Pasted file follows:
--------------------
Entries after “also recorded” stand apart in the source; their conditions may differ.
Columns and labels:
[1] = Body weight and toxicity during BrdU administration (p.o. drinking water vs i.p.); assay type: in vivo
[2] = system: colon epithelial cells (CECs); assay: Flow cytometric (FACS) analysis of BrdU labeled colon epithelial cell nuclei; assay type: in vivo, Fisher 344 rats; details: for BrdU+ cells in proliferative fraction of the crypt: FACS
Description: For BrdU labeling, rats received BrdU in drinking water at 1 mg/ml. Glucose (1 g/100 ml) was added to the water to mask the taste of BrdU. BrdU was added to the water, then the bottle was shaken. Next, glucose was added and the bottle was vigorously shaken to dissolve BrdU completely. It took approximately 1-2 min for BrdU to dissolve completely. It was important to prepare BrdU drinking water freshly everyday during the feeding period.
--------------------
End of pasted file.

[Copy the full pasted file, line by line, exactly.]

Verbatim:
Entries after “also recorded” stand apart in the source; their conditions may differ.
Columns and labels:
[1] = Body weight and toxicity during BrdU administration (p.o. drinking water vs i.p.); assay type: in vivo
[2] = system: colon epithelial cells (CECs); assay: Flow cytometric (FACS) analysis of BrdU labeled colon epithelial cell nuclei; assay type: in vivo, Fisher 344 rats; details: for BrdU+ cells in proliferative fraction of the crypt: FACS
Description: For BrdU labeling, rats received BrdU in drinking water at 1 mg/ml. Glucose (1 g/100 ml) was added to the water to mask the taste of BrdU. BrdU was added to the water, then the bottle was shaken. Next, glucose was added and the bottle was vigorously shaken to dissolve BrdU completely. It took approximately 1-2 min for BrdU to dissolve completely. It was important to prepare BrdU drinking water freshly everyday during the feeding period.